Hong Kong schools will have to instil the qualities of law-abidingness, empathy, diligence and love of country in their pupils under a new curriculum framework released by education authorities.

File Photo: GovHK.

The latest “value education curriculum framework” released by the Education Bureau on Tuesday will replace a 2008 version of the moral and civic education curriculum framework. Requirements to educate senior secondary students on “respect for human rights” and “learning about the motherland with critical thinking” were removed.

Laid out in 89 pages in Chinese, the new framework was designed by the Curriculum Development Council’s values education standing committee, formed in December to revamp such education in all government-funded primary and secondary schools.

The country’s welfare

“Values influence how everyone views and treats different things, and is a set of standards and principles behind which people judge right from wrong, their decisions, behaviour and attitudes,” the document reads. “When we have to decide ‘should we do this?’ and ‘Is it right to do this?’ [we] shouldn’t only consider our personal position and viewpoints, but also make our judgements and decisions based on the country’s welfare and common values held by society.”

2021 Values Education Curriculum Framework. Photo: screenshot of document cover.

Secretary for Education Kevin Yeung announced the release of the framework in a blog post on Sunday, in which he condemned what he called a worrying trend of young people being led astray by false information online. He also expressed concern over the recent “lying flat” trend, a rejection of a culture of pressure and hard work that is increasingly popular in mainland China.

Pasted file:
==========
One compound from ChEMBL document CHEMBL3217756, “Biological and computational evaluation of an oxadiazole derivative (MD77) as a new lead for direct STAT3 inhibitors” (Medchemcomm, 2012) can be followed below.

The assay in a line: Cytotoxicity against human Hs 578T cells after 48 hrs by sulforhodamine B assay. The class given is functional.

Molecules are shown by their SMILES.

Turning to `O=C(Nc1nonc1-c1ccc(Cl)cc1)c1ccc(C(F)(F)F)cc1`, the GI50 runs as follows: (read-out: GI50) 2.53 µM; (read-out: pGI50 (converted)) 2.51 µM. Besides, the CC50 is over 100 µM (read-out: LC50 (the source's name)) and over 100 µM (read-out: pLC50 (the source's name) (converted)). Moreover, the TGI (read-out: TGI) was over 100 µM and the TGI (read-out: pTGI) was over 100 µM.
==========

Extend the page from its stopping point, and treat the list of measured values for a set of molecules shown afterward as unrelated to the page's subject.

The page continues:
“This passive attitude will make one wane in spirits and undermine society’s development in the long term,” he wrote.

The new guidance added law-abidingness, empathy as well as diligence to its original seven values and attitudes to instil in students as a priority, which also include compassion, integrity, and respect for others.

Education chief Kevin Yeung at SKH St James’ Primary School on National Security Education Day. Photo: GovHK.

The guidance will also reinforce students’ sense of identity with their country, “to understand that as a Chinese person, [they] have a responsibility to defend their country and their home.”

Learning goals for students between form four to six [ages 15 to 17] will require them to be taught the importance of the spirit of the rule of law, to exercise their civil rights guaranteed by the Basic Law and to fulfil their responsibilities as citizens, with the “public interest at the centre.” They should also respect rules, “avoid illegal behaviour and maintain social stability.”

Although “critical thinking” was removed from the learning goals on values education related to “the nation and society”, students are expected to learn about their country and community “rationally and with multiple perspectives,” “agree with their national identity, be willing to bear the responsibility to improve the country and its people’s welfare, to love the country and love Hong Kong.”

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Selina Cheng

Selina Cheng is a Hong Kong journalist who previously worked with HK01, Quartz and AFP Beijing. She also covered the Umbrella Movement for AP and reported for a newspaper in France. Selina has studied investigative reporting at the Columbia Journalism School.